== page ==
In just five minutes, the entire scope of the war had changed. Japan’s massive superiority in aircraft carriers was obliterated in Midway.
The Battle of Midway, which took place on June 4-6, 1942, turned the tide of World War II. Prior to Midway, the Empire of Japan was on a constant quest for expansion. After its epic defeat, Japan would be fighting a defensive war attempting to holding its gains.
The outnumbered American fleet, with courage, tenacity, and no shortage of luck, destroyed the cream of Japan’s aircraft carrier force at Midway. The turning of the war took place in the space of just five minutes delivering a cataclysmic blow that wiped out the aura of invincibility of the Japanese fleet. The Japanese lost half of their carrier strength and their best aircrews. These would prove to be irreplaceable.
At Midway, the Rising Sun began to set.
Leading Up to Midway
In early 1942, the Japanese Empire was riding high following its lightning strike against the sleeping U.S. fleet at Pearl Harbor in December 1941. It had swept across Southeast Asia, taken the Philippines, and was moving toward Port Moresby.
Admiral Yamamoto, the architect of the Pearl Harbor attack, understood the industrial might of America and believed that Japan had to strike quickly, destroy the U.S. Pacific Fleet, and then get the U.S. to the peace table.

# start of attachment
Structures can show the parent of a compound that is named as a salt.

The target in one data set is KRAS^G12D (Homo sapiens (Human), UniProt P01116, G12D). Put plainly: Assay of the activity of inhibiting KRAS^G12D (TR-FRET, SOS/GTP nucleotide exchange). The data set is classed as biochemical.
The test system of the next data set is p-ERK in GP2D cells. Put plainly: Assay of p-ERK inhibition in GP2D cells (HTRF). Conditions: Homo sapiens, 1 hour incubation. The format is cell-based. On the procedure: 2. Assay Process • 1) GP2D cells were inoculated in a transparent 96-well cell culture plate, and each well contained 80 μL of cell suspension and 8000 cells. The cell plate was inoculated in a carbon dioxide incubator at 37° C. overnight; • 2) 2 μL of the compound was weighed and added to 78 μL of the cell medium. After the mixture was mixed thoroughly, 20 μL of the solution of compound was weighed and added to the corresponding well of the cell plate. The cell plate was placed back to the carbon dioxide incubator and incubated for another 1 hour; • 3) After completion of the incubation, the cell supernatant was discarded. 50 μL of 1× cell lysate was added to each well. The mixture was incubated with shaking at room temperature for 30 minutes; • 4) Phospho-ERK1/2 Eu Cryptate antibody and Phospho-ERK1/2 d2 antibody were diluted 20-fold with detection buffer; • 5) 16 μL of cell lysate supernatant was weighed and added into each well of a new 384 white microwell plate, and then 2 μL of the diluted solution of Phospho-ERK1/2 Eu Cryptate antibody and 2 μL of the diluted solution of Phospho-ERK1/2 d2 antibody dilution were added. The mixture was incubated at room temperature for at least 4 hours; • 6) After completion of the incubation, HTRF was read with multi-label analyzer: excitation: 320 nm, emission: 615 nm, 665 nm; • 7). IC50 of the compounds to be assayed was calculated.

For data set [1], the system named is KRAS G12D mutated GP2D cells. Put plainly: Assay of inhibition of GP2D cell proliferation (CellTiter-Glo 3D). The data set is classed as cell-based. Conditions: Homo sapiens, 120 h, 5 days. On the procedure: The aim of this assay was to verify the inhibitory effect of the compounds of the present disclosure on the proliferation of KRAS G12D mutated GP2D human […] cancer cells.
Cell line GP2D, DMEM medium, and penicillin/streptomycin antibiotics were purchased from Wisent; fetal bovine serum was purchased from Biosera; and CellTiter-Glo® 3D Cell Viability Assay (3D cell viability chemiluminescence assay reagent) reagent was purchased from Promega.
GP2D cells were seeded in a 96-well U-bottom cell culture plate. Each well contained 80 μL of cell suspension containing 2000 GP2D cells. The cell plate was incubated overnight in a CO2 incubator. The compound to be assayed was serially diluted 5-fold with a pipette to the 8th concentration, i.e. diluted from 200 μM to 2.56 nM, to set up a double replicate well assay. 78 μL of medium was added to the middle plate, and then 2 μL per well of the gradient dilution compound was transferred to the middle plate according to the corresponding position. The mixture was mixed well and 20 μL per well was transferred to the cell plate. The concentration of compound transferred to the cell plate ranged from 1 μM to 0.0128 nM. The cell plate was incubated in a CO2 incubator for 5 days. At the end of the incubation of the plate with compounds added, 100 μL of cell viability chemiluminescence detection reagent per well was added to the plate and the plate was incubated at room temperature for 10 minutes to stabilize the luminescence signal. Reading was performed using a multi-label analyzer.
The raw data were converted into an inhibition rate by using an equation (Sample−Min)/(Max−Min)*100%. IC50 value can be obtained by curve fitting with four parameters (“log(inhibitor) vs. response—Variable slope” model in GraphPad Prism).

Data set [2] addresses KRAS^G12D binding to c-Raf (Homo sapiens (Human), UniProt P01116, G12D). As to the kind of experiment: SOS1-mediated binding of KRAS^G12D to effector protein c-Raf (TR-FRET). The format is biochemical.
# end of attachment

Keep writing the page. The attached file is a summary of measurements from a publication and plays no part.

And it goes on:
But two events had set back Japan’s plans. First, the Battle of Coral Sea, while technically a draw, had stopped the Japanese invasion from reaching Port Moresby. Second, the Doolittle Raid by land-based B-25 bombers on Tokyo and other major cities had caused concern in Japan. Though the raid caused very little material damage, it shocked the Japanese, who had believed their homeland impregnable.
The Japanese Plan
The Japanese plan was a typically intricate, detailed design. It called for the Japanese to take the tiny atoll of Midway, which is about 1,100 miles west-northwest of Hawaii, under the guise of attacking the Aleutian Islands in Alaska. The Japanese would try to lure the American fleet toward Alaska by beginning the attack there and then striking at Midway.